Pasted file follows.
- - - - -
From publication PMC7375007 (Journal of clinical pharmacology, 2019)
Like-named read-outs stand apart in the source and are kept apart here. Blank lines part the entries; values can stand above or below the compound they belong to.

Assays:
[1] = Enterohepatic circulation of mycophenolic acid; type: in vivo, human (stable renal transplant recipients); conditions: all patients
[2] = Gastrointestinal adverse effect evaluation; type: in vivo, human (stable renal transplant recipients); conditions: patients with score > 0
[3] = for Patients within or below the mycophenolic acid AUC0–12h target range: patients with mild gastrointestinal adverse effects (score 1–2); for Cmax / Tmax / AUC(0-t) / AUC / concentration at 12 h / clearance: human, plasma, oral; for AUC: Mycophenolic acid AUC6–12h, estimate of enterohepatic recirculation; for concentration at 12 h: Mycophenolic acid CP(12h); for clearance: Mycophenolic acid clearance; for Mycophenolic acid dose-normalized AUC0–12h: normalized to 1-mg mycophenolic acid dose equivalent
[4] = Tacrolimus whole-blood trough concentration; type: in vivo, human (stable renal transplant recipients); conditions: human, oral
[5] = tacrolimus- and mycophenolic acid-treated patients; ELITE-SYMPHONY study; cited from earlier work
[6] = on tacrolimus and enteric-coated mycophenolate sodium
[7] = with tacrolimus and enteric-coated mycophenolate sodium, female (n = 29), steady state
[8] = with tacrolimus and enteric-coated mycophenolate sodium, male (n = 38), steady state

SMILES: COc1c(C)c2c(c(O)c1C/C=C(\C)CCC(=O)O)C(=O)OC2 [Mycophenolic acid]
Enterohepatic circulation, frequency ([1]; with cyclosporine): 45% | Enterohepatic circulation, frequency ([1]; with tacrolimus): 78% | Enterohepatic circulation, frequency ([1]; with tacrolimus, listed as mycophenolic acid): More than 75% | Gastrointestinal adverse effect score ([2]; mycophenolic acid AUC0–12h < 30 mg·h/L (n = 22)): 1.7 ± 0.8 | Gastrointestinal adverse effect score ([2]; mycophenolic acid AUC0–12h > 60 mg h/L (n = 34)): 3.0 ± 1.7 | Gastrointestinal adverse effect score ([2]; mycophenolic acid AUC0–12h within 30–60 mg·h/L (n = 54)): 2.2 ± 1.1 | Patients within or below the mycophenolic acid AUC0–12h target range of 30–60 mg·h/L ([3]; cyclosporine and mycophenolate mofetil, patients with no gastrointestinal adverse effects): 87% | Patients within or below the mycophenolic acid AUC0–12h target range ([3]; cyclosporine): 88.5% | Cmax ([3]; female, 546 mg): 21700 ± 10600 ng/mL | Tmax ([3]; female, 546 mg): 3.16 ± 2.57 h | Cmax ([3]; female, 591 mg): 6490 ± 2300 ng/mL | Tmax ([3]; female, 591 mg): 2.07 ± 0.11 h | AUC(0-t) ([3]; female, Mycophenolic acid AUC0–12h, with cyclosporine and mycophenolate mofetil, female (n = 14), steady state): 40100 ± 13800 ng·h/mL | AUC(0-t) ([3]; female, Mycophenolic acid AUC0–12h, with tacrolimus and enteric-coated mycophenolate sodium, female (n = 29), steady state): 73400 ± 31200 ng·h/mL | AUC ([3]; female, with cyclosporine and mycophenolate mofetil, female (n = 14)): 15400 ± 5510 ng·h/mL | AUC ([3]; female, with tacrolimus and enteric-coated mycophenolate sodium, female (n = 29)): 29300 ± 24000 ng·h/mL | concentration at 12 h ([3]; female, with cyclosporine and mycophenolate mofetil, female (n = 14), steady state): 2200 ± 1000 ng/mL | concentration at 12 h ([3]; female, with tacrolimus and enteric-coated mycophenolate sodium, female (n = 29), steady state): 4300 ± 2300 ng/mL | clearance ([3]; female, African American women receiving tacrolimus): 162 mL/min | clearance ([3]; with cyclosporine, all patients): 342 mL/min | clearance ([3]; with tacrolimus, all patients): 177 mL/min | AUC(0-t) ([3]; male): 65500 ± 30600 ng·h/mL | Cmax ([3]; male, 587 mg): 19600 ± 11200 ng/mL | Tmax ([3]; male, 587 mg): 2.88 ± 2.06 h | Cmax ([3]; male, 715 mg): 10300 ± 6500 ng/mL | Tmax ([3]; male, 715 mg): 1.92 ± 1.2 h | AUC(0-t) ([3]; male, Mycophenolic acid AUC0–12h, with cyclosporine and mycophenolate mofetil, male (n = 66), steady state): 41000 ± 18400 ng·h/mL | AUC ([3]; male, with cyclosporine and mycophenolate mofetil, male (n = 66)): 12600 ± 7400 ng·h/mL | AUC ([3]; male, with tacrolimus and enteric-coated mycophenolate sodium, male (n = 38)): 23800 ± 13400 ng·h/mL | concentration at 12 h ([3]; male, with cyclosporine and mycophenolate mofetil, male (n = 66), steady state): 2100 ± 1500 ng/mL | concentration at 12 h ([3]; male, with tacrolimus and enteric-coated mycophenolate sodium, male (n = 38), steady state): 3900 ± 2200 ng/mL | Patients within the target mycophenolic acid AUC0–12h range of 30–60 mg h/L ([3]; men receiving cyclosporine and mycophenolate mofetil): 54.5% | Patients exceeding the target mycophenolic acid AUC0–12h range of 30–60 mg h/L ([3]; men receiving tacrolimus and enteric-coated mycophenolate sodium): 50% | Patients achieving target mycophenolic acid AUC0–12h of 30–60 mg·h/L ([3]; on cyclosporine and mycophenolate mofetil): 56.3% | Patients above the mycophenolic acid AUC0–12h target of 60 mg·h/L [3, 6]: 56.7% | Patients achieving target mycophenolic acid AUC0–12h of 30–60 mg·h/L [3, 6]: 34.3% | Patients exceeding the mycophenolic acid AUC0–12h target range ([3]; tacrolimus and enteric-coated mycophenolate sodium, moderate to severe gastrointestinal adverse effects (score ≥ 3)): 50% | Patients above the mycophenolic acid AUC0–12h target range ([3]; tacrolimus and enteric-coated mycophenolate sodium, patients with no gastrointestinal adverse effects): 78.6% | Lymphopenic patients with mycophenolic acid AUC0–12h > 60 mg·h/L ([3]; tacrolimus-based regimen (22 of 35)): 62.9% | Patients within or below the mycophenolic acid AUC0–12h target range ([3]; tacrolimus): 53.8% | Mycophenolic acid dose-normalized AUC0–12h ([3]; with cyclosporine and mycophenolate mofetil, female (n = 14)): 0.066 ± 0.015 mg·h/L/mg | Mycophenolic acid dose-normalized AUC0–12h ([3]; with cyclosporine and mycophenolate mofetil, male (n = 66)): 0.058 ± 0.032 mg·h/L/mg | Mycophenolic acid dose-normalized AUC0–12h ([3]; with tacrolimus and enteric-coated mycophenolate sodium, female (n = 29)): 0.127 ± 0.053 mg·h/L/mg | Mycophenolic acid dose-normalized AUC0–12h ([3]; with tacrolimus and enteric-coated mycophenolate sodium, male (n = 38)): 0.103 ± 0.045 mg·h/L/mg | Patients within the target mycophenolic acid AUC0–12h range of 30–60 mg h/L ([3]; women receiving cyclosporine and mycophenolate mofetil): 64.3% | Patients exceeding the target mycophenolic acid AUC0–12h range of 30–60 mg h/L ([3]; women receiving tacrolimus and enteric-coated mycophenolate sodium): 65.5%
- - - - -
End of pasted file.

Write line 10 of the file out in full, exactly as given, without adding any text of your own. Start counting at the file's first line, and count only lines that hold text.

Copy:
[7] = with tacrolimus and enteric-coated mycophenolate sodium, female (n = 29), steady state